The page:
JERUSALEM (Reuters) - Israel's consumer protection bureau said on Tuesday it was investigating Apple over a failure to disclose to consumers that its software could slow performance in some iPhones.
The Consumer Protection and Fair Trade Authority said in a statement it had questioned the head of Apple in Israel, Rony Friedman.
A spokesman at the Authority said it had the power to levy significant fines in civil proceedings, but that it was too early to discuss such a possibility.
A spokesman for Apple in Israel declined to comment.
Apple acknowledged in December that its software sometimes deliberately slows phones with weak batteries. It apologised and cut the price of battery replacements for affected phones.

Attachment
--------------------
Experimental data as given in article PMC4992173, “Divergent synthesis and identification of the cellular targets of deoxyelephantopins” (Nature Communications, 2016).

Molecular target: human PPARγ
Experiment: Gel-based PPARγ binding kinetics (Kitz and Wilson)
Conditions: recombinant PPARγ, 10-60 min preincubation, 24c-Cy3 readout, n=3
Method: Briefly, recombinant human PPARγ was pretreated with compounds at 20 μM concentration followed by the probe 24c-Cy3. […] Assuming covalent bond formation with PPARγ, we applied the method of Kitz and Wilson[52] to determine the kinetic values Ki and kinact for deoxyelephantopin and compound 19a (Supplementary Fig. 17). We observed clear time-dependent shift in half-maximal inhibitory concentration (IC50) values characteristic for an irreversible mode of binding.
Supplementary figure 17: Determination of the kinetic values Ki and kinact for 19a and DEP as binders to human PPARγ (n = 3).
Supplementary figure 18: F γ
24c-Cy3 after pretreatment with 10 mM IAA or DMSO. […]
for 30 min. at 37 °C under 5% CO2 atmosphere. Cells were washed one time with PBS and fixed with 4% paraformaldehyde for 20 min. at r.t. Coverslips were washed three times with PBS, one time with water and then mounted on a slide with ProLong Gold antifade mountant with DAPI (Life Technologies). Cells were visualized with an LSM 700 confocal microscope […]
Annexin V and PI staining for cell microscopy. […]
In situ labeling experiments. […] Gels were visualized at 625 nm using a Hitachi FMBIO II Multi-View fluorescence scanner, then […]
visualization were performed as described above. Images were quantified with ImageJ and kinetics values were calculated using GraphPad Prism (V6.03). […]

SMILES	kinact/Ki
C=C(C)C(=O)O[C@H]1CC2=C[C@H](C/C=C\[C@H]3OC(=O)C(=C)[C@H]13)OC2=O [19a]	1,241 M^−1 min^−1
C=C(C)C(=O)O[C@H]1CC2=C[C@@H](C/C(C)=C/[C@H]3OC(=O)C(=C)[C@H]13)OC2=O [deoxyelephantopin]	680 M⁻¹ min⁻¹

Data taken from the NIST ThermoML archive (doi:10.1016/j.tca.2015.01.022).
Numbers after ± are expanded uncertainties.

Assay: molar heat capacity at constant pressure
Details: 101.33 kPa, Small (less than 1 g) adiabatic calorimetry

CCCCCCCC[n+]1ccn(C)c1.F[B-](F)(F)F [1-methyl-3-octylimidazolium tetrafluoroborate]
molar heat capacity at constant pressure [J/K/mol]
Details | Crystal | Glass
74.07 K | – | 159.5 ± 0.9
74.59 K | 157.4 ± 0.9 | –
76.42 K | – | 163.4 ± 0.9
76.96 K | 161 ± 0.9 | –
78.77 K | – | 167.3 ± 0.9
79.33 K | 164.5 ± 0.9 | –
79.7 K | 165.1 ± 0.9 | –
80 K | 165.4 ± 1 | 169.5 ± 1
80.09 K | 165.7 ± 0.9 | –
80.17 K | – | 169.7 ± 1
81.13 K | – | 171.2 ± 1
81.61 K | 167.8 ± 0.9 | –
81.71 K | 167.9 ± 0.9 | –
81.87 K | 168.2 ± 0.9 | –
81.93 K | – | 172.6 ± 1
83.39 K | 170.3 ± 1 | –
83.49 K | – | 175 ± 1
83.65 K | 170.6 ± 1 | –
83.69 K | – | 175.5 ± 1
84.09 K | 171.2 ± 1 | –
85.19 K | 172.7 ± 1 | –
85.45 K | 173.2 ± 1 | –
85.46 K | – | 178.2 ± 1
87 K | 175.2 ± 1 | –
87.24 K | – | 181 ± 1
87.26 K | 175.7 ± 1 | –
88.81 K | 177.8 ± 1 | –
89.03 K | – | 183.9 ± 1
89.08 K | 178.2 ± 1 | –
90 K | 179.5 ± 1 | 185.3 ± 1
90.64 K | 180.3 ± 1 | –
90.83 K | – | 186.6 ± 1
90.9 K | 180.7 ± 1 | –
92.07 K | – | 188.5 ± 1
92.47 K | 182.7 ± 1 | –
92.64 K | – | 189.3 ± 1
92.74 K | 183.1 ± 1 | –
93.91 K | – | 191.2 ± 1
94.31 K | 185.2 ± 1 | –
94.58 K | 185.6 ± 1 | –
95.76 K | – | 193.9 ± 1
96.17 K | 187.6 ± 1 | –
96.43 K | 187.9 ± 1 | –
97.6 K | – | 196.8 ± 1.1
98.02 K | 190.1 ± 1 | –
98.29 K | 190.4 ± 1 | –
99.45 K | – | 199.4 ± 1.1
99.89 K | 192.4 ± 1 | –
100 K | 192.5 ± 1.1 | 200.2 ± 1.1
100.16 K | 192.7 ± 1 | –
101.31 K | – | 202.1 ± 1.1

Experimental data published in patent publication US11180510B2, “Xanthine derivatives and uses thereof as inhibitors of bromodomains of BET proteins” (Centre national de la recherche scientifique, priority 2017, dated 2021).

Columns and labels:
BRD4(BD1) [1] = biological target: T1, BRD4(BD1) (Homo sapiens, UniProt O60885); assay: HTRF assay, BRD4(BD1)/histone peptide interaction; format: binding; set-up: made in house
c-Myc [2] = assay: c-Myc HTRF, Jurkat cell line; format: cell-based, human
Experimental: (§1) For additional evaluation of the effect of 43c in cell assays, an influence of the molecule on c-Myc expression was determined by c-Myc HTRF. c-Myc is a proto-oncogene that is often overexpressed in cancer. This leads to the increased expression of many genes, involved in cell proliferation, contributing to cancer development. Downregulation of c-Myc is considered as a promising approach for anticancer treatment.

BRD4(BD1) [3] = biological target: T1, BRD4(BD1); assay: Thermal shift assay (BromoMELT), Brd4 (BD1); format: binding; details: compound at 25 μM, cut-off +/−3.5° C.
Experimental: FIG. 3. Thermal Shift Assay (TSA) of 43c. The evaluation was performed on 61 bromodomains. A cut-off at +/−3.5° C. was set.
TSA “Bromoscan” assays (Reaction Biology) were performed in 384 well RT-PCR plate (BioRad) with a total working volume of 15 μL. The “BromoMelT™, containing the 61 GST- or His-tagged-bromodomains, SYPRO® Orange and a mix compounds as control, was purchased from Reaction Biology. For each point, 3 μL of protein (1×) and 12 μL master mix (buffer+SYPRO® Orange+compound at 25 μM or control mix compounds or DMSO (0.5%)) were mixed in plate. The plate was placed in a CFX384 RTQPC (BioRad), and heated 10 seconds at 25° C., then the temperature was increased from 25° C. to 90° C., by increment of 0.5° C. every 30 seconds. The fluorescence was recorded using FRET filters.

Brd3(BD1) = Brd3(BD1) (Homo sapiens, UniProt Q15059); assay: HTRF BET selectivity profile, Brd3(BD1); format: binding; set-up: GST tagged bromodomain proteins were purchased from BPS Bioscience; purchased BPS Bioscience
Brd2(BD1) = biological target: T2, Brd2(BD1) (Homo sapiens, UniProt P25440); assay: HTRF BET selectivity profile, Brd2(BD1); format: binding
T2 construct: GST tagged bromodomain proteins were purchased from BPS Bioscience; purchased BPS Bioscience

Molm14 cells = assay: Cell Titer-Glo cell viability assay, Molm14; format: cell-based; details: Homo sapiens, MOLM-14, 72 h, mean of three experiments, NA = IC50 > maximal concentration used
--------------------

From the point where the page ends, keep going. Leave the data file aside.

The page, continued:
Critics say Apple has obfuscated the fact that a worn-out battery not only fails to hold a charge but also degrades the phone's performance - and that this lack of transparency has pushed people to buy a new phone rather than a new battery.
Government agencies in countries ranging from Brazil to France and Italy to South Korea are also investigating Apple following complaints.
(Reporting by Ari Rabinovitch; Editing by Kevin Liffey)